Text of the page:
A group of locals gathered Friday morning to continue planning sponsorship for a Syrian family. (Back from left) Mike Davis

Fruitvale couple awaits arrival of Syrian refugee

Trail group readies to sponsor Syrians

A chance meeting near Istanbul has a Fruitvale couple awaiting the arrival of a new house guest, hopefully in time for her 29th birthday.

“It really was serendipity,” says Melva Scott. “All along I felt this was meant to be and she was just going to come. But the not knowing, has been very stressful for her.”

Scott was speaking of Rahaf, a bright young Syrian woman who may be the area’s first refugee, if all goes according to plan.

Educated in the ancient city of Damascus, the English-speaking Syrian fled her country in 2014 along with her father and brother.

“We are so thankful for Skype – we can see her, talk to her, and we’ve met her family that way,” said Melva, mentioning the first plane carrying refugees from Turkey to Canada landed Jan. 21.

“We may only get 48 hours notice before she arrives, which is fine for us, but we hope she gets more time than that,” she added. “It’s going to rip her father’s heart out when she leaves without him, so we are hoping to send them to Ankara and they get some time together at the airport before saying good-bye.”

The story began last fall when Melva and her husband Ian embarked on a cruise that included a stopover in Turkey. They never imagined that a spur of the moment boat trip down the Bosporus Strait would lead to a retail clerk named Rahaf and within months, a sponsorship to bring her to Canada.

“It was just happenstance that we met this young lady, she was working in a souvenir shop,” Melva explained. “She helped us with Turkish apple tea glasses that I was looking for, and said she would wrap (the set) so we could take it in our luggage.”

After walking through the scenic outskirt of Istanbul, the Scotts returned to pick up the delicate keepsakes.

Melva recalls the evasiveness of the store owner, and his demeanor when he spoke to Rahaf in Arabic.

“She walked away and I could tell she was upset,” Melva shared. “So I went over and asked her if she was okay.

“Something he said, set her off, and she didn’t want her boss to see her crying.”

The Scotts had a little more time before meeting up with the boat tour, so they stayed behind to talk with Rahaf.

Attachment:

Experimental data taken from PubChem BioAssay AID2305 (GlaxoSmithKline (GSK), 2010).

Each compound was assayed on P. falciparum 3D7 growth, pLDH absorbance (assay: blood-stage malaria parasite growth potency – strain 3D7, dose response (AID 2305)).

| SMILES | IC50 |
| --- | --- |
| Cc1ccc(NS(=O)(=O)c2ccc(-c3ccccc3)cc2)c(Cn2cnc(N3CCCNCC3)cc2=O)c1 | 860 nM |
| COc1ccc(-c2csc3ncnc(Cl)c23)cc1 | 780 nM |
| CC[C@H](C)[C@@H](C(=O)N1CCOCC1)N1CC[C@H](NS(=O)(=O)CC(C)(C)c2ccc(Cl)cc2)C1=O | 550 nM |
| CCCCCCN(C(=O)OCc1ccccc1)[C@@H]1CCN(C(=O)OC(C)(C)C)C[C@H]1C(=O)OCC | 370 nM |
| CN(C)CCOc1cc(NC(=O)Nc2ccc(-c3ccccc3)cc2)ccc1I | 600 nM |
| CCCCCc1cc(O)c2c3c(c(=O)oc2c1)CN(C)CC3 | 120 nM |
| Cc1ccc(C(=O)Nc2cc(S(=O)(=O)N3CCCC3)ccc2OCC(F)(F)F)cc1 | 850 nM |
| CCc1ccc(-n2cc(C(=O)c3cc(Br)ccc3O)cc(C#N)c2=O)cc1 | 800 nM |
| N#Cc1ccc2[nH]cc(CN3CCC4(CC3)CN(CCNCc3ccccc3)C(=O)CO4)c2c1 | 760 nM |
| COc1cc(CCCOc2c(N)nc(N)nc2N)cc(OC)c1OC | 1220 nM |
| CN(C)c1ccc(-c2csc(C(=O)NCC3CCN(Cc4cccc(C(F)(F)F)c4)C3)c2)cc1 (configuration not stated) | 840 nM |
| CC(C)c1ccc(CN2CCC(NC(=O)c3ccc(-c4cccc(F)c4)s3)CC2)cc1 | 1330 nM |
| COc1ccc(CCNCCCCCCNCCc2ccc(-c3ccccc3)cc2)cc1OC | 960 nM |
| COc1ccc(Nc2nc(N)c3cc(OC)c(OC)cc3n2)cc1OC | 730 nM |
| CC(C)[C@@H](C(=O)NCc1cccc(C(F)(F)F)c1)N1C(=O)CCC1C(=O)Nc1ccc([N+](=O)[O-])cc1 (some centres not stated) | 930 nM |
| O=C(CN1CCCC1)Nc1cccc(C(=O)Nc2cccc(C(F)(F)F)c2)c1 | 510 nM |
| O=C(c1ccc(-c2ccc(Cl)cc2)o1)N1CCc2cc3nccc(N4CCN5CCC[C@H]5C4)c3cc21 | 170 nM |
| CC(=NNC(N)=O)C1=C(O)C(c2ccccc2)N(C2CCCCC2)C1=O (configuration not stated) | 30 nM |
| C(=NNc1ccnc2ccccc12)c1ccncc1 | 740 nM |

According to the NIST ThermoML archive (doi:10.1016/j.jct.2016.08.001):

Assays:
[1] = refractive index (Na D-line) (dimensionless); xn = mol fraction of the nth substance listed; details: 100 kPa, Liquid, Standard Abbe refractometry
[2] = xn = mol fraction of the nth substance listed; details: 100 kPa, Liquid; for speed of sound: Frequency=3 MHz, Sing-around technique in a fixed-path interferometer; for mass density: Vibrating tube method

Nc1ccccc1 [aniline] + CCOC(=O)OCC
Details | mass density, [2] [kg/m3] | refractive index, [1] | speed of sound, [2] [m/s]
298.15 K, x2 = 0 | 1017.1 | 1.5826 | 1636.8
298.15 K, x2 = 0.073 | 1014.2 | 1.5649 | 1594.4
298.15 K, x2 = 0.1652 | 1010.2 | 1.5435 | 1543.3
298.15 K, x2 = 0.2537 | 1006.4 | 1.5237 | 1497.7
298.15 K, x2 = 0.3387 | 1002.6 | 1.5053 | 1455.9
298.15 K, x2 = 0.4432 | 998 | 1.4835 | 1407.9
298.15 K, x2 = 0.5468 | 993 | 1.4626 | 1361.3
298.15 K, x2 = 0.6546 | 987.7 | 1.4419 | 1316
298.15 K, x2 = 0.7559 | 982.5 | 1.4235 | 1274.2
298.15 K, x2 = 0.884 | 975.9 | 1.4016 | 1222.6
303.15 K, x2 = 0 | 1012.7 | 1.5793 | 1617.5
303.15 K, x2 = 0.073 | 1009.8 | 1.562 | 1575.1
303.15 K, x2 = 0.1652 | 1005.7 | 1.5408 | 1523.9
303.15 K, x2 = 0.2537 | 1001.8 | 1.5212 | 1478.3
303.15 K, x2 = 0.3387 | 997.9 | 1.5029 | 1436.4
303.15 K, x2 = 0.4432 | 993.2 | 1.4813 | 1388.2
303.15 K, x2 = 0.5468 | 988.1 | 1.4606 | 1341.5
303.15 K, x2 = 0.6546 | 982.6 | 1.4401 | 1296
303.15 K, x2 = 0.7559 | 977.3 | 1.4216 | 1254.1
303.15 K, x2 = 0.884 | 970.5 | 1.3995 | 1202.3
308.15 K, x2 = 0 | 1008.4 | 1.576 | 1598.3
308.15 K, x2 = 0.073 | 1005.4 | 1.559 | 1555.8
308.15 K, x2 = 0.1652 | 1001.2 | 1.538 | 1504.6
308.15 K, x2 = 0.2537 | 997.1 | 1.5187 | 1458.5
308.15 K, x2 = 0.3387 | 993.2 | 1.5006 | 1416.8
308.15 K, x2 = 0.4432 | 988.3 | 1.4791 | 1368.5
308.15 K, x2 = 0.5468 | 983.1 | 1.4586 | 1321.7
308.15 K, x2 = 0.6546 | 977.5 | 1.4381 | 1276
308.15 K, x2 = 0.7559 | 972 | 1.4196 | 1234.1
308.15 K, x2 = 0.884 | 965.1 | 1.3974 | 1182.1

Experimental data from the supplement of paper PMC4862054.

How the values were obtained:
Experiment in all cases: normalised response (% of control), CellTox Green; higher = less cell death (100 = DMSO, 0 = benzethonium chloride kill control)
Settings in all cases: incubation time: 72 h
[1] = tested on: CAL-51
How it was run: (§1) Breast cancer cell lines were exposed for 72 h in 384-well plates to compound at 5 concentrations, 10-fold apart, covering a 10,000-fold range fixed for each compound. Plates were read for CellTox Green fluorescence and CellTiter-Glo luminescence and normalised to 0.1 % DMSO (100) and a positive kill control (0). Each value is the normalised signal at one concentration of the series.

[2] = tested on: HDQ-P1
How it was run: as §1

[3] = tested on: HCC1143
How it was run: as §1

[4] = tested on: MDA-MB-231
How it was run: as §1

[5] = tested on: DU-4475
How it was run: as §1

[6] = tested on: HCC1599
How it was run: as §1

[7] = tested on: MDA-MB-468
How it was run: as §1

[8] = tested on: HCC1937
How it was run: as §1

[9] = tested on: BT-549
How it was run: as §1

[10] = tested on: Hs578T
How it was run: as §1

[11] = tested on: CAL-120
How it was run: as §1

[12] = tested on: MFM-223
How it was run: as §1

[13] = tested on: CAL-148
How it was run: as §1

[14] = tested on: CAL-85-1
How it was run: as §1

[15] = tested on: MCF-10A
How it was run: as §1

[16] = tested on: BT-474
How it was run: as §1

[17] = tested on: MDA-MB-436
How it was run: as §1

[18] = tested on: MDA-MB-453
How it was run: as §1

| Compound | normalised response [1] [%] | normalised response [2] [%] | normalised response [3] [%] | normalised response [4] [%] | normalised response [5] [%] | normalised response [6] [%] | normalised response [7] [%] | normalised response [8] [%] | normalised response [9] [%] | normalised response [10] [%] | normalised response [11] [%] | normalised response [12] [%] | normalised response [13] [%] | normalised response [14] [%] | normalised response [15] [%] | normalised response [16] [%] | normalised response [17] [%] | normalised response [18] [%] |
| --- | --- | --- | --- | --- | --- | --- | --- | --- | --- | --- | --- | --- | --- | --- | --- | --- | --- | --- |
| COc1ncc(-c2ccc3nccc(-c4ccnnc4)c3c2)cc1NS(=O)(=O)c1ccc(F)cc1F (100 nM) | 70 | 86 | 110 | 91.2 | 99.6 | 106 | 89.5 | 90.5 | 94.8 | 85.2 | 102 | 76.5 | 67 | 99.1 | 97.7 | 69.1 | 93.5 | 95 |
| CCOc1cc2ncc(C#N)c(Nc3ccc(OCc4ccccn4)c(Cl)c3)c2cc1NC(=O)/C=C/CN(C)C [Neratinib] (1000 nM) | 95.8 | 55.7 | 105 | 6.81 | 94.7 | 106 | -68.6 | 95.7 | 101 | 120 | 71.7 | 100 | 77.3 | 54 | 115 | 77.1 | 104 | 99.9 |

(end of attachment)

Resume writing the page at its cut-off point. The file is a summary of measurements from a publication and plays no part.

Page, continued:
Before leaving the store, the couple passed along their name and phone number, and jotted down the young woman’s email.

Arriving back home in mid-October, the Scotts could not stop thinking about the dark-haired woman.

“We just both started thinking if there was any way we could bring her to Canada,” added Melva.

After a whirlwind of meetings with local groups for support and advice, a sponsorship agreement through the East Kootenay Friends of Burma, a letter writing campaign to government, and keeping in touch with Rahaf via the Internet, the Scotts are hopeful she will arrive any day now.

Rahaf’s refugee application was approved in early January and the required medical evaluation was completed Jan. 14. Since then it’s been an anxious waiting game on both continents.

Recently, a suicide bomber tried to blow up an army base just down the road from where Rahaf works sometimes 10 to 14 hours a day, for 10 days at a time.

“It’s only been two weeks since her medical, but time seems to be dragging,” said Melva. “We would just like to get her out of there as quickly as possible. It’s the not knowing, if they could just give us a date.”

Bringing Rahaf to the West Kootenay is just the beginning for the area, as community groups gather and ready themselves to sponsor Syrian refugee families in the coming months.

Friends of Refugees Trail formed in December, and hopes to have a family here by Easter.

“We have to start raising money, and I believe we have support here,” Lloyd Joyce said during a Friday gathering. “This whole community is based on immigrants and families who came here years ago.”

For information about the group, visit friendsofrefugeestrail.com. To donate and join the cause, call Dennis Cook at 368.9292, Lloyd Joyce, 364.3020 or Einer Knudsgaard at 364.0397.

West Kootenay Friends of Refugees (WKFoR) is expecting a Syrian family of four to arrive in Rossland later this month.

The Castlegar Refugee Project has been meeting since October in hopes of bringing a family to the city by spring.

A minimum of $20,000 must be raised for sponsorship. To help the local causes, the WKFoR is hosting a fundraising concert with proceeds being divided between the groups.

Music in Vienna, featuring Carolyn Cameron on violin and pianist Dawna Kavanaugh, is slated for the Muriel Griffiths Room on Feb. 13 at 7:30 p.m.

“We desperately want people to attend,” says Dennis Cook. “We are limited to 100 seats and only have 20 filled. We are reaching out to the whole community because we need to start raising funds, right now.”

Admission is complimentary with a donation to the WKFOR.

To RSVP, email Melva Scott at miscott@telus.net.

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